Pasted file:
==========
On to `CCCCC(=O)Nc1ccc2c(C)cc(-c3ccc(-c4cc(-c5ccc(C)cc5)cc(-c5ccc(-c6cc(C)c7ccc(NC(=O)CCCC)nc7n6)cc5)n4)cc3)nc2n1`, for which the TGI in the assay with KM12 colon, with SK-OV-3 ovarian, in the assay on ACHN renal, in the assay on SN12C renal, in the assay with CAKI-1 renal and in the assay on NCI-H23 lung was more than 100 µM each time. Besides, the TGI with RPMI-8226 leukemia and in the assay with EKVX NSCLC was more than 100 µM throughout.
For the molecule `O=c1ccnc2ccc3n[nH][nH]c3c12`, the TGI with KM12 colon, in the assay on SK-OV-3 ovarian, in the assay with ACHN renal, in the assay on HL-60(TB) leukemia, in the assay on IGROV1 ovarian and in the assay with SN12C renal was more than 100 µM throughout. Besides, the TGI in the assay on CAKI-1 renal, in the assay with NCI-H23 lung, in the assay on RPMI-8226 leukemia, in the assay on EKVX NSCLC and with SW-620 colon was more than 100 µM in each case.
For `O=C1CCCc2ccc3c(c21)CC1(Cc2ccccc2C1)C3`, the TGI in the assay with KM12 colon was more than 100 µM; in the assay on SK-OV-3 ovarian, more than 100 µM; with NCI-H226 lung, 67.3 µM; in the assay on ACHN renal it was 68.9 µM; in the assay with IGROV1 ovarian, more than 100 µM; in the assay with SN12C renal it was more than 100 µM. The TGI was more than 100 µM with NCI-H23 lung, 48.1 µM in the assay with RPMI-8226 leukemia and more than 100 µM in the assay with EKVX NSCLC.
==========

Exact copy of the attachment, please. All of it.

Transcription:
On to `CCCCC(=O)Nc1ccc2c(C)cc(-c3ccc(-c4cc(-c5ccc(C)cc5)cc(-c5ccc(-c6cc(C)c7ccc(NC(=O)CCCC)nc7n6)cc5)n4)cc3)nc2n1`, for which the TGI in the assay with KM12 colon, with SK-OV-3 ovarian, in the assay on ACHN renal, in the assay on SN12C renal, in the assay with CAKI-1 renal and in the assay on NCI-H23 lung was more than 100 µM each time. Besides, the TGI with RPMI-8226 leukemia and in the assay with EKVX NSCLC was more than 100 µM throughout.
For the molecule `O=c1ccnc2ccc3n[nH][nH]c3c12`, the TGI with KM12 colon, in the assay on SK-OV-3 ovarian, in the assay with ACHN renal, in the assay on HL-60(TB) leukemia, in the assay on IGROV1 ovarian and in the assay with SN12C renal was more than 100 µM throughout. Besides, the TGI in the assay on CAKI-1 renal, in the assay with NCI-H23 lung, in the assay on RPMI-8226 leukemia, in the assay on EKVX NSCLC and with SW-620 colon was more than 100 µM in each case.
For `O=C1CCCc2ccc3c(c21)CC1(Cc2ccccc2C1)C3`, the TGI in the assay with KM12 colon was more than 100 µM; in the assay on SK-OV-3 ovarian, more than 100 µM; with NCI-H226 lung, 67.3 µM; in the assay on ACHN renal it was 68.9 µM; in the assay with IGROV1 ovarian, more than 100 µM; in the assay with SN12C renal it was more than 100 µM. The TGI was more than 100 µM with NCI-H23 lung, 48.1 µM in the assay with RPMI-8226 leukemia and more than 100 µM in the assay with EKVX NSCLC.